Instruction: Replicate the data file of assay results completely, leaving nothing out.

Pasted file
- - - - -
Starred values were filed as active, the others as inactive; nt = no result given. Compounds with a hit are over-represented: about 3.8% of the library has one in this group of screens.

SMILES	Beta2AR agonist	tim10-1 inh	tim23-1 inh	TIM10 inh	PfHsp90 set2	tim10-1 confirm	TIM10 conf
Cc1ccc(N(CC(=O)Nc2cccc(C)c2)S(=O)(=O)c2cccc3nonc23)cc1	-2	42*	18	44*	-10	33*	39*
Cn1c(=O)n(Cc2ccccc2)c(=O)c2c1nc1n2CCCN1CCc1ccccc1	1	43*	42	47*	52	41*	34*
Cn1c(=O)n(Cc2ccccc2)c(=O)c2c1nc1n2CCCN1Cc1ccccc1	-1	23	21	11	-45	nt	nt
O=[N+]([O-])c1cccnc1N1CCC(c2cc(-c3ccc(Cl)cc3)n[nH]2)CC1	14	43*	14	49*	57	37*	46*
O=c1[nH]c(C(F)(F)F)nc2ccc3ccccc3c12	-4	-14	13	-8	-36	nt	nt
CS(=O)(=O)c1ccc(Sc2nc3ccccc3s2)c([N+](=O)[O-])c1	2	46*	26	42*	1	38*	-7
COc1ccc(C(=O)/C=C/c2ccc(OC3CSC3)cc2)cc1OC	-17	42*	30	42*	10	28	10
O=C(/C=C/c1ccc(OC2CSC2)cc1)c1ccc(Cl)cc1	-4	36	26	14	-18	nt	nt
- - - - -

Starred values were filed as active, the others as inactive; nt = no result given. Compounds with a hit are over-represented: about 3.8% of the library has one in this group of screens.

SMILES	Beta2AR agonist	tim10-1 inh	tim23-1 inh	TIM10 inh	PfHsp90 set2	tim10-1 confirm	TIM10 conf
Cc1ccc(N(CC(=O)Nc2cccc(C)c2)S(=O)(=O)c2cccc3nonc23)cc1	-2	42*	18	44*	-10	33*	39*
Cn1c(=O)n(Cc2ccccc2)c(=O)c2c1nc1n2CCCN1CCc1ccccc1	1	43*	42	47*	52	41*	34*
Cn1c(=O)n(Cc2ccccc2)c(=O)c2c1nc1n2CCCN1Cc1ccccc1	-1	23	21	11	-45	nt	nt
O=[N+]([O-])c1cccnc1N1CCC(c2cc(-c3ccc(Cl)cc3)n[nH]2)CC1	14	43*	14	49*	57	37*	46*
O=c1[nH]c(C(F)(F)F)nc2ccc3ccccc3c12	-4	-14	13	-8	-36	nt	nt
CS(=O)(=O)c1ccc(Sc2nc3ccccc3s2)c([N+](=O)[O-])c1	2	46*	26	42*	1	38*	-7
COc1ccc(C(=O)/C=C/c2ccc(OC3CSC3)cc2)cc1OC	-17	42*	30	42*	10	28	10
O=C(/C=C/c1ccc(OC2CSC2)cc1)c1ccc(Cl)cc1	-4	36	26	14	-18	nt	nt